Ion trap

An ion trap is a combination of electric and/or magnetic fields used to capture charged particles — known as ions — often in a system isolated from an external environment. Atomic and molecular ion traps have a number of applications in physics and chemistry such as precision mass spectrometry, improved atomic frequency standards, and quantum computing.[1] In comparison to neutral atom traps, ion traps have deeper trapping potentials (up to several electronvolts) that do not depend on the internal electronic structure of a trapped ion. This makes ion traps more suitable for the study of light interactions with single atomic systems. The two most popular types of ion traps are the Penning trap, which forms a potential via a combination of static electric and magnetic fields, and the Paul trap which forms a potential via a combination of static and oscillating electric fields.[2]

Ion trap, shown here is one used for experiments towards realizing a quantum computer.

Penning traps can be used for precise magnetic measurements in spectroscopy. Studies of quantum state manipulation most often use the Paul trap. This may lead to a trapped ion quantum computer[3] and has already been used to create the world's most accurate atomic clocks.[4][5] Electron guns (a device emitting high-speed electrons, used in CRTs) can use an ion trap to prevent degradation of the cathode by positive ions.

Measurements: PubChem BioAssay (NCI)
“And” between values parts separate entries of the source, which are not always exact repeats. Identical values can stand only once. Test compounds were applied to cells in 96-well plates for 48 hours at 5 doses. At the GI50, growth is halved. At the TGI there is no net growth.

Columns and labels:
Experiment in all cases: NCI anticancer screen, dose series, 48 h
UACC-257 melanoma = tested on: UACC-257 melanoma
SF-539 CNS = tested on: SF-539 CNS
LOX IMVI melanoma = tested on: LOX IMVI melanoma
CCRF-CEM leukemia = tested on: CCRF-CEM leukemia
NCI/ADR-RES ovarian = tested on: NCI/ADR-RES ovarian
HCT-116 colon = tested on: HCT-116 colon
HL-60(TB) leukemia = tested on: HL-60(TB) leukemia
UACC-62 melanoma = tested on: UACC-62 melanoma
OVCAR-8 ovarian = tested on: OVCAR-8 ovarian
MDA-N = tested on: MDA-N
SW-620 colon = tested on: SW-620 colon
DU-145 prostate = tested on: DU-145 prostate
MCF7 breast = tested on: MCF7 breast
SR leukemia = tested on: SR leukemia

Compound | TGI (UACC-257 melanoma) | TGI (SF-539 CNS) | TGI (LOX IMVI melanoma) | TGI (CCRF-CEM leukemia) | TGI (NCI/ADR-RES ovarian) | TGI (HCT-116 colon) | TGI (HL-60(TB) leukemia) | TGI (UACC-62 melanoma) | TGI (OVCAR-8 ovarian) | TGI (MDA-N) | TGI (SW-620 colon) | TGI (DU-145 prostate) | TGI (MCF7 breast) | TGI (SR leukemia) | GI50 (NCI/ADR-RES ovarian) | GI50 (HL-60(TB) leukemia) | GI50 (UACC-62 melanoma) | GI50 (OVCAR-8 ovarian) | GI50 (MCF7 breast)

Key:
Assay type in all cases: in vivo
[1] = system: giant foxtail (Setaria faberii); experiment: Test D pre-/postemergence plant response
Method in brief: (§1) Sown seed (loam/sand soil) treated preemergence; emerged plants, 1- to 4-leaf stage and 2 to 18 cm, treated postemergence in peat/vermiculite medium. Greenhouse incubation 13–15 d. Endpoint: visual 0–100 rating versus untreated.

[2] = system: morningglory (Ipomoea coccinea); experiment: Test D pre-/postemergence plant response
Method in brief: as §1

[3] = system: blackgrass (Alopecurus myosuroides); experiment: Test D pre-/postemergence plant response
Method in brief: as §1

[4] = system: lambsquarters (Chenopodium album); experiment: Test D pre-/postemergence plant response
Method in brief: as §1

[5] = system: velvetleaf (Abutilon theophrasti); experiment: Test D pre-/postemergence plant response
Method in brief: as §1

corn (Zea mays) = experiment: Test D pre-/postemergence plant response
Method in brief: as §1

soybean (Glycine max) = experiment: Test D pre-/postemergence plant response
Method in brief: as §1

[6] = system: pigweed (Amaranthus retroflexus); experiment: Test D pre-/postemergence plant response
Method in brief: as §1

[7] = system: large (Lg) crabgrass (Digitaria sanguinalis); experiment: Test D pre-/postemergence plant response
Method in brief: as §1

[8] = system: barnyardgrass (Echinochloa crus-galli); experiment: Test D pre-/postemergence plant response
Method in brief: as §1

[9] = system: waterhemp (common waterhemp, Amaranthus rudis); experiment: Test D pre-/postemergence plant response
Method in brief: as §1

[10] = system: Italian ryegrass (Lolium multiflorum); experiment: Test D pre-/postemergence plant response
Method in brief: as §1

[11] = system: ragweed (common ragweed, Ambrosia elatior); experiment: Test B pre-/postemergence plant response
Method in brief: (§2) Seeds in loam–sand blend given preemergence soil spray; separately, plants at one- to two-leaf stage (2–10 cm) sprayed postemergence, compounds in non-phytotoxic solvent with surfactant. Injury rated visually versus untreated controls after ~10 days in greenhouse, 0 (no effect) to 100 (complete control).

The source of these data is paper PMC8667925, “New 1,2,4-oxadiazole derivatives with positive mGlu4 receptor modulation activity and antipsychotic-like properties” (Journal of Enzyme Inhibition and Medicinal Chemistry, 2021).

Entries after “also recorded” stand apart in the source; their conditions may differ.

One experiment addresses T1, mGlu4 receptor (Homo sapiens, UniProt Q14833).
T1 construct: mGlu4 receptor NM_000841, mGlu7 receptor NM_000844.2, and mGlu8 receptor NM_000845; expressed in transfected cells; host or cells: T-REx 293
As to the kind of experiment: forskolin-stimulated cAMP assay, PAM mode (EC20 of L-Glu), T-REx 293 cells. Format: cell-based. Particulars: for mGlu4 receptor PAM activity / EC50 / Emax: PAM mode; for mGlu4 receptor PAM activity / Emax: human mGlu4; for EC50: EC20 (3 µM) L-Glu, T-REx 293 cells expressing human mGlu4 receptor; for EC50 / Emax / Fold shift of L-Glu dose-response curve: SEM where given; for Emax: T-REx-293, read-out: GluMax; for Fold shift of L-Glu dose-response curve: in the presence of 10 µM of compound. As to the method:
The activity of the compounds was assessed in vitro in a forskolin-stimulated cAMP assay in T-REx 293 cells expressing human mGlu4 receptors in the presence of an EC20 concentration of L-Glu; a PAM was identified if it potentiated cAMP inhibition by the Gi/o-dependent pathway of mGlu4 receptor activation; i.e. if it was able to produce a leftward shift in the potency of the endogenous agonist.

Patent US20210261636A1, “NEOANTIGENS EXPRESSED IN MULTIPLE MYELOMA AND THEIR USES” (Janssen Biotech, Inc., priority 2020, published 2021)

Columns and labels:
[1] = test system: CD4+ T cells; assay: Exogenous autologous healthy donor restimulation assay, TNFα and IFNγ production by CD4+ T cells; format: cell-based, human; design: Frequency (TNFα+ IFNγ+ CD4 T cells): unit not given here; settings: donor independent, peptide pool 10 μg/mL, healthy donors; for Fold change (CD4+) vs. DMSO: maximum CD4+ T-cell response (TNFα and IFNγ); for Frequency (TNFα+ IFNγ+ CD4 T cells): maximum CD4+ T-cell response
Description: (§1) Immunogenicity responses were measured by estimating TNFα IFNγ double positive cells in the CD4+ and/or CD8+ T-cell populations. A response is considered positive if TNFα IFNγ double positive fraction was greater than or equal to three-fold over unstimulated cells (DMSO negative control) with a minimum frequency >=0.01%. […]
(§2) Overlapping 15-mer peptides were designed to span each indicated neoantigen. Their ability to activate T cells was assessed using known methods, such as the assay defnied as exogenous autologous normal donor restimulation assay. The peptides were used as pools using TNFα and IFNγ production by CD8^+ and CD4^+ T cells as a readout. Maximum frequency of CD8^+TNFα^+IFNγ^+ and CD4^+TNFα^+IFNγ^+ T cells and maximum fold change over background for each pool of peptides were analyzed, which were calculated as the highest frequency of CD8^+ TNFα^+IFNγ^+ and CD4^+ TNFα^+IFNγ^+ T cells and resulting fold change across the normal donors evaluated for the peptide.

Theory

A charged particle, such as an ion, feels a force from an electric field. As a consequence of Earnshaw's theorem, it is not possible to confine an ion in an electrostatic field. However, physicists have various ways of working around this theorem by using combinations of static magnetic and electric fields (as in a Penning trap) or by oscillating electric fields (Paul trap). In the case of the latter, a common analysis begins by observing how an ion of charge ${\displaystyle e}$  and mass ${\displaystyle M}$  behaves in an a.c. electric field ${\displaystyle \mathbf {E} =\mathbf {E} _{0}\cos(\Omega t)}$ . The force on the ion is given by ${\displaystyle \mathbf {F} =e\mathbf {E} }$ , so by Newton's second law we have

${\displaystyle M\mathbf {\ddot {r}} =e\mathbf {E} _{0}\cos(\Omega t)\!}$  .

Assuming that the ion has zero initial velocity, two successive integrations give the velocity and displacement as

${\displaystyle \mathbf {\dot {r}} ={\frac {e\mathbf {E} _{0}}{M\Omega }}\sin(\Omega t)\!}$  ,
${\displaystyle \mathbf {r} =\mathbf {r} _{0}-{\frac {e\mathbf {E} _{0}}{M\Omega ^{2}}}\cos(\Omega t)\!}$  ,

where ${\displaystyle \mathbf {r} _{0}}$  is a constant of integration. Thus, the ion oscillates with angular frequency ${\displaystyle \Omega }$  and amplitude proportional to the electric field strength. A trapping potential can be realized by spatially varying the strength of the a.c. electric field.

Linear Paul Trap

The linear Paul trap uses an oscillating quadrupole field to trap ions radially and a static potential to confine ions axially. The quadrupole field is realized by four parallel electrodes laying in the ${\displaystyle z}$ -axis positioned at the corners of a square in the ${\displaystyle xy}$ -plane. Electrodes diagonally opposite each other are connected and an a.c. voltage ${\displaystyle V=V_{0}\cos(\Omega t)}$  is applied. Along the ${\displaystyle z}$ -axis, an analysis of the radial symmetry yields a potential[6]

${\displaystyle \phi =\alpha +\beta (x^{2}-y^{2})\!}$  .

The constants ${\displaystyle \alpha }$  and ${\displaystyle \beta }$  are determined by boundary conditions on the electrodes and ${\displaystyle \phi }$  satisfies Laplace's equation ${\displaystyle \nabla ^{2}\phi =0}$ . Assuming the length of the electrodes ${\displaystyle r}$  is much greater than their separation ${\displaystyle r_{0}}$ , it can be shown that